The second problem was that I think I was afraid of being told “why the hell would we give you help?”, and that made me scared to apply.

What makes me more ‘sad’ is the idea that there are other students out there who do not access this help like me, or never. Students who may end up receiving a degree at a standard lower than they are capable of, or even in them leaving university before completing. I found some data from my university a couple of years back. Only 51% of disabled students had applied for DSA, and only 49% had accessed the universities support services. Half of all students equates to a lot of students with no help.

This is why I am so passionate about making a difference. I see it like this, I cannot turn back time and make myself apply sooner. I can however use my negative experience to make sure it is a situation that is improved. If just one single student accesses support who otherwise wouldn’t have, this is worth doing. I kept asking myself before presenting my motion to the student council, ‘why the hell am I voluntarily standing up in front of a crowd of people?’. I’ve never spoken in front of so many people before, and I never do so out of choice.

What I kept remembering was, that this can make a difference, and knowing you can make a difference to others somehow helps you to push your own boundaries – so you’re actually helping yourself to, as a by-product.

I’m going to a meeting at the student union to talk about what questions need to be asked, and then there will be a focus group next month, before implementing a campaign, and lobbying the university to join in. I’m really excited, but I am also conscious that I am going to have to assert myself if I think they are missing something, because I want this to make a difference. I don’t just want to be seen as trying to.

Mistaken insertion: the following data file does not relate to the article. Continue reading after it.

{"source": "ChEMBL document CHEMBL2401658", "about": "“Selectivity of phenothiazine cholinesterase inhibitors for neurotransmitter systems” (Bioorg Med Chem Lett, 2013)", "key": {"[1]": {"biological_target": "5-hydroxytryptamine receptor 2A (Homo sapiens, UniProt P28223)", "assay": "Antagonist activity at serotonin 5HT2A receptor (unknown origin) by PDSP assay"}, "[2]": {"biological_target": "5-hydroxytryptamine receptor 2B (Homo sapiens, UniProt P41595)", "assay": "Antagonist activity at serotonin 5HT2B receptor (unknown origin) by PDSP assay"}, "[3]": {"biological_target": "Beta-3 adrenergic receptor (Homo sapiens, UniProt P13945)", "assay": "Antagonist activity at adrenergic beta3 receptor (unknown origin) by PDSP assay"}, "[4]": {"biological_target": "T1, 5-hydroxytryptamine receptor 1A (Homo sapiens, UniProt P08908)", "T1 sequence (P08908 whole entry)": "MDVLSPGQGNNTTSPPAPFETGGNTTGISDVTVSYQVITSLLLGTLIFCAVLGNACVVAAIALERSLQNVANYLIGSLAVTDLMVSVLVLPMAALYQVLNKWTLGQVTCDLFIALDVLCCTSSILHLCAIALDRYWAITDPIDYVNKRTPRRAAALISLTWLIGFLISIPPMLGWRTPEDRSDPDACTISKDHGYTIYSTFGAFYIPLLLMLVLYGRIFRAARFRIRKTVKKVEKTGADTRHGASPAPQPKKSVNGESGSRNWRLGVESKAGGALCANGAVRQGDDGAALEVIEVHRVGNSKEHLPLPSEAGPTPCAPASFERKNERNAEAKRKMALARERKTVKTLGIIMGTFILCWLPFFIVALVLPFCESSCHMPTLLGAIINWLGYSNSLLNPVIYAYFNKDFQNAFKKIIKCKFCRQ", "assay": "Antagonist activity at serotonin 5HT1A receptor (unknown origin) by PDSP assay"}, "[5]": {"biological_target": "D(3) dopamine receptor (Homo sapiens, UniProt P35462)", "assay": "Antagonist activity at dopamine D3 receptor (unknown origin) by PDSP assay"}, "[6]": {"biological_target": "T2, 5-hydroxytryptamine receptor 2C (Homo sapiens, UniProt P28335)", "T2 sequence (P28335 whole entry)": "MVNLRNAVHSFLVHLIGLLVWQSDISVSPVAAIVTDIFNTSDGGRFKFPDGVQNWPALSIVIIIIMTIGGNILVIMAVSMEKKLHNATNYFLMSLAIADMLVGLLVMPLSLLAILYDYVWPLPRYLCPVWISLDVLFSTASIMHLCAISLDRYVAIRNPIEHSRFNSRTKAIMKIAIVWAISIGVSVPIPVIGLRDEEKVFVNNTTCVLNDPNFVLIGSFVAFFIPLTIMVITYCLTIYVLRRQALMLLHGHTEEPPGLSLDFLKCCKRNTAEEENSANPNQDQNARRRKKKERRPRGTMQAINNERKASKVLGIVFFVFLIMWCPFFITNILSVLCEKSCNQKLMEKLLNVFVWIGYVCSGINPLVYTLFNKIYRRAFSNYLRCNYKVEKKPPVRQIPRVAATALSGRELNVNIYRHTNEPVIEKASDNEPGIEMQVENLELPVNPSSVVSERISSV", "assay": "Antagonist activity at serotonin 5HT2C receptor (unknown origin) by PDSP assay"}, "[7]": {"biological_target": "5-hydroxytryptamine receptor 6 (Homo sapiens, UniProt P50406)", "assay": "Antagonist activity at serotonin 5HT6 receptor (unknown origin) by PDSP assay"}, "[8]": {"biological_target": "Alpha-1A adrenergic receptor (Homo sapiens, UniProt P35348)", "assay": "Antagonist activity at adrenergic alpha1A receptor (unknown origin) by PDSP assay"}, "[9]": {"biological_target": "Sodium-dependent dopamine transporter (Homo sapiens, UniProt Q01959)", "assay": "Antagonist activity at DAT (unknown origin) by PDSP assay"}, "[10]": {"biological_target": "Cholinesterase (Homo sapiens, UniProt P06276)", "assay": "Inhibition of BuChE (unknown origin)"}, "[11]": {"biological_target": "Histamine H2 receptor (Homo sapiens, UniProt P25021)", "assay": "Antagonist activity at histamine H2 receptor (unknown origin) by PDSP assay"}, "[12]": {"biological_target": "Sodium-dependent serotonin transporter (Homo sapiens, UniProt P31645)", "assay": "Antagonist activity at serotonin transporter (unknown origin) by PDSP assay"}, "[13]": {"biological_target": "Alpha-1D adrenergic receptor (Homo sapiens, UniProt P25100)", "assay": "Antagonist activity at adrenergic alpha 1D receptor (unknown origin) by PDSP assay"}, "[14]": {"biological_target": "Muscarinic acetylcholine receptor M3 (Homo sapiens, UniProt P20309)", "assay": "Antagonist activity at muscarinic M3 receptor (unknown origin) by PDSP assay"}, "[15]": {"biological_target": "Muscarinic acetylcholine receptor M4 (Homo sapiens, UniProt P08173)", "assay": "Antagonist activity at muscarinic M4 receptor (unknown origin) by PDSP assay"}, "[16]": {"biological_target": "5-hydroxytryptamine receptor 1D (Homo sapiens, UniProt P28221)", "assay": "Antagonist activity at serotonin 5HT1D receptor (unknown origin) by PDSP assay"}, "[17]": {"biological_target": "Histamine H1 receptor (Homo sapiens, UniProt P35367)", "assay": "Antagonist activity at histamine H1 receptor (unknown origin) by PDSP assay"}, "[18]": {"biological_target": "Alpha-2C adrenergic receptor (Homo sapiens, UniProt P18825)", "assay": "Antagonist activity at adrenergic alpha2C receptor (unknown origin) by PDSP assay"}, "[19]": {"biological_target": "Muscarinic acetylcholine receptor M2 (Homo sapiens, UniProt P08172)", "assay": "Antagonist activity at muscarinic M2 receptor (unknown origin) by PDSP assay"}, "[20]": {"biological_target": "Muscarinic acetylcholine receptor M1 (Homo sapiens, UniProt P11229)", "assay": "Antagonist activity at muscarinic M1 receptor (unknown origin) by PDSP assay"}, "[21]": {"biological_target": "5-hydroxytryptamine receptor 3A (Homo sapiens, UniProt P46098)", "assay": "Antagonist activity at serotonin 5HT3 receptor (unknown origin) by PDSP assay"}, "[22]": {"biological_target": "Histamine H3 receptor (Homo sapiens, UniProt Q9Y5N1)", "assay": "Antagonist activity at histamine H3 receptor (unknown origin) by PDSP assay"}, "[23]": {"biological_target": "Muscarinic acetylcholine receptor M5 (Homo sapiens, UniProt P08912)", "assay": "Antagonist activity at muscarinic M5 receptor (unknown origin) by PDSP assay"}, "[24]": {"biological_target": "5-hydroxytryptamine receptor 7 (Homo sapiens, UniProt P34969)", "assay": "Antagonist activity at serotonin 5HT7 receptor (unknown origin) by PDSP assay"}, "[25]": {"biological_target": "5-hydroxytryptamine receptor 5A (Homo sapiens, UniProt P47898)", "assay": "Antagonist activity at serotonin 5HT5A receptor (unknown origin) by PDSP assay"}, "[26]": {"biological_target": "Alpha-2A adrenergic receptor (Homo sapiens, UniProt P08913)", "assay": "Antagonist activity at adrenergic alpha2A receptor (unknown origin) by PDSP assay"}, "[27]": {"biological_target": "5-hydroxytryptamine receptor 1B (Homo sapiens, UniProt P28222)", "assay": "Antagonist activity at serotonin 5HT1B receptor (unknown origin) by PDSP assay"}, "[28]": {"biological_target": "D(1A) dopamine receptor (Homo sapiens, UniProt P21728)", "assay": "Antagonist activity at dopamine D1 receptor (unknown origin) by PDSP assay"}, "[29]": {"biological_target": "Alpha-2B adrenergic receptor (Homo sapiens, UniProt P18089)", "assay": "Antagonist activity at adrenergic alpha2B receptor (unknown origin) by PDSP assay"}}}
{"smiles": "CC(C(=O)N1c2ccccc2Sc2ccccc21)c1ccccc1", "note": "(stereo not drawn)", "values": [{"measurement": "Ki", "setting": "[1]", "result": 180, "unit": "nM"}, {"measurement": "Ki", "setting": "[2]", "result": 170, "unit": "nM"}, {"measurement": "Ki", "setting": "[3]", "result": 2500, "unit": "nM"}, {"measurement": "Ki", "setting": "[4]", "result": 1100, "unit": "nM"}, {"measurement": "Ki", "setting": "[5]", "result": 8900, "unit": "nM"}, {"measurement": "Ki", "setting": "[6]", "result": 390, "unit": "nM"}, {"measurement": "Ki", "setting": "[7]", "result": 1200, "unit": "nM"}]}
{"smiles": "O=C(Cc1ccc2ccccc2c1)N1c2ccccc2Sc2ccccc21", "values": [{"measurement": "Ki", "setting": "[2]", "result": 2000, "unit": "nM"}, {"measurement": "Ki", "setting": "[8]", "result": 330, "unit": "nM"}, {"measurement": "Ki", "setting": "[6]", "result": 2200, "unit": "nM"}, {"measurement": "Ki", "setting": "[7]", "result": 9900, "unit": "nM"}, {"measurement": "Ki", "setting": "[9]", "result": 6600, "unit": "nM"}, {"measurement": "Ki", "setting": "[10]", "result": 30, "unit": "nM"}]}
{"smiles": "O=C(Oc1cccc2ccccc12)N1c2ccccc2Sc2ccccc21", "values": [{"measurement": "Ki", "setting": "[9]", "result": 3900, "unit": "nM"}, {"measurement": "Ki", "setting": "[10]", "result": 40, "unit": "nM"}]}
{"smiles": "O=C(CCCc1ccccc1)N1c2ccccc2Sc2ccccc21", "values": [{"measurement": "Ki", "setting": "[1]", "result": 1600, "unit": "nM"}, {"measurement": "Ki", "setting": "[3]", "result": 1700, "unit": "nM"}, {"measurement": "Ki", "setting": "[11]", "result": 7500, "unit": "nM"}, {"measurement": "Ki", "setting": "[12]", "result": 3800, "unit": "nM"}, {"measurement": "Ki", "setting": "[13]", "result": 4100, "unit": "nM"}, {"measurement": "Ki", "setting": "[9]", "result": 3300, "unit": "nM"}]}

One of my main points I have decided on so far is that personal tutors, lecturers and course leads should all be made more aware of what is on offer, and of DSA. This is because I believe these people are often the ones who first find out about a students disability, and if they could signpost them elsewhere, or encourage them to apply for DSA, this could change things. They of course need to also understand what DSA can provide so that information given is correct.

The bottom line is, I hate to think that there is a student out there who feels unable to access support, for whatever reason, but that wants to. I am sure there are plenty of students who do not want to apply, and that is perfectly fine. However, those that do, should not be left struggling. A disability is only disabling if the right support isn’t in place, and a students disability should not lead to them not achieving their full potential because the help is there.

It is ok to need help, it is ok to ask for it, and it really can make the difference. 

Mental Health and the media: dissertation proposal and research project

I am interested in mental health. Trying to do university work without somehow relating it to health is nearly impossible for me. At the moment I am deliberately trying to steer away from mental health for one piece, just to be a bit different for once, and it’s a struggle! But my dissertation and a research project are mental health related. They’re big pieces, so it needs to be something I want to do.